Carlson texted his producer with a warning: “Do the executives understand how much credibility and trust we’ve lost with our audience? We’re playing with fire, for real….an alternative like newsmax could be devastating to us.”

That’s when Maria Bartiromo started hosting Powell, one of the architects of the conspiracy theory, despite receiving emails from the attorney that cited just one source for her theory — someone who explained that she gets her information from experiencing something “like time-travel in a semi-conscious state,” allowing her to “see what others don’t see, and hear what others don’t hear,” according to the filing.

“At her deposition, Bartiromo admitted that this email is ‘not evidence’ for Powell’s claims, and indeed was ‘nonsense’ and ‘inherently unreliable,’” Dominion said in the filing.

Giuliani Press Conference

Murdoch weighed in on the conspiracy theory as he watched an unhinged Nov. 19, 2020, press conference by Powell and then-Trump attorney Rudy Giuliani, who attempted to explain the alleged election scheme.

“Watching Giuliani!” Murdoch, who at times attended twice-daily editorial meetings, said in the subject heading of an email. “Really crazy stuff,” he wrote. “And damaging.”

Murdoch on Jan. 5, 2021, told Fox News Chief Executive Officer Suzanne Scott that there had been suggestions that the network’s prime time coverage should indicate that “the election is over and Joe Biden won” and that such a statement “would go a long way to stop the Trump myth that the election stolen.” That didn’t happen.

“Despite the internal recognition that the election was over, Fox did not retract its claims about Dominion,” the voting-machine company said in the filing. “Instead, it kept defaming Dominion. To this day, Fox has never retracted the false statements it broadcast about Dominion.”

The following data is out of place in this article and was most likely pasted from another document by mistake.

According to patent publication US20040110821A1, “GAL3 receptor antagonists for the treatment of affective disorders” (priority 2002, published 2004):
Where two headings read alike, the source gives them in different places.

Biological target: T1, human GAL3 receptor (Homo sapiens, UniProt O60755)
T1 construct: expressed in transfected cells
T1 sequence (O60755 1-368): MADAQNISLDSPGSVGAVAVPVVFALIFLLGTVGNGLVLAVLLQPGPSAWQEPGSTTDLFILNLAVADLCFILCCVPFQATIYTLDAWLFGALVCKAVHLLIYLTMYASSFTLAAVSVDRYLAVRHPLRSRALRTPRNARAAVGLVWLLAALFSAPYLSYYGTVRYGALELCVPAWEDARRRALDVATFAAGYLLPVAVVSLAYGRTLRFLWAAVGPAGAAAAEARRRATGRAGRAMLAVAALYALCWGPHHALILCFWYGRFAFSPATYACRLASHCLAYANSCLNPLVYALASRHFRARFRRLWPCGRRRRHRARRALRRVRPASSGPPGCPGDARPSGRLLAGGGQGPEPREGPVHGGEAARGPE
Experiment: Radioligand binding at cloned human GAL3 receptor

‘Insane, Nonsense’

Fox News host Dana Perino described the conspiracy theory in texts and emails at the time as “total bs,” “insane,” and “nonsense,” according to the filing. Chris Stirewalt, who was Fox News politics editor during the election, testified he believed that by Nov. 7, 2020, “there was no way anybody could think that Donald Trump had really won the election.”

About 10 days after the election, Ingraham’s producer investigated the claims against Dominion “and easily concluded they were false,” Dominion said.

“Ingraham herself testified that she has no basis to believe Dominion committed election fraud by rigging the 2020 Presidential Election or that it is owned by a company founded in Venezuela to rig elections for Hugo Chavez,” Dominion said in the filing.

Fox News and several of its personalities also face a lawsuit by Smartmatic Corp., a Dominion competitor that was also falsely accused on-air of rigging the election against Trump. A New York appeals court this week upheld a ruling denying Fox’s motion to dismiss the suit and reinstated claims that had been dismissed against Rudy Giuliani and Fox News personality Jeanine Pirro.

Separately on Thursday, Fox News filed new details to a counter-claim against Dominion that accuses the company of violating a New York law against using litigation to chill free speech. Central to that claim is Fox’s contention that Dominion is seeking inflated damages in the case to benefit the company and private equity owner, Staple Street Capital Partners. Evidence gathered in the discovery process backs that up, Fox alleges.

“Dominion could not possibly suffer damages in that amount, let alone suffer such damages because of a single press outlet’s coverage of a story that was reported by media throughout the world. Nor did it,” Fox said. “Documents produced in discovery show that Dominion is in a solid financial position, maintaining substantial cash, carrying no debt, and producing a steady return on investment to Staple Street.”